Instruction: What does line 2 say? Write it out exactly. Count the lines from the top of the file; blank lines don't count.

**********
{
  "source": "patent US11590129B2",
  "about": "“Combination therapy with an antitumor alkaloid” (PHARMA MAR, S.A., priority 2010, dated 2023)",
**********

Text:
  "source": "patent US11590129B2",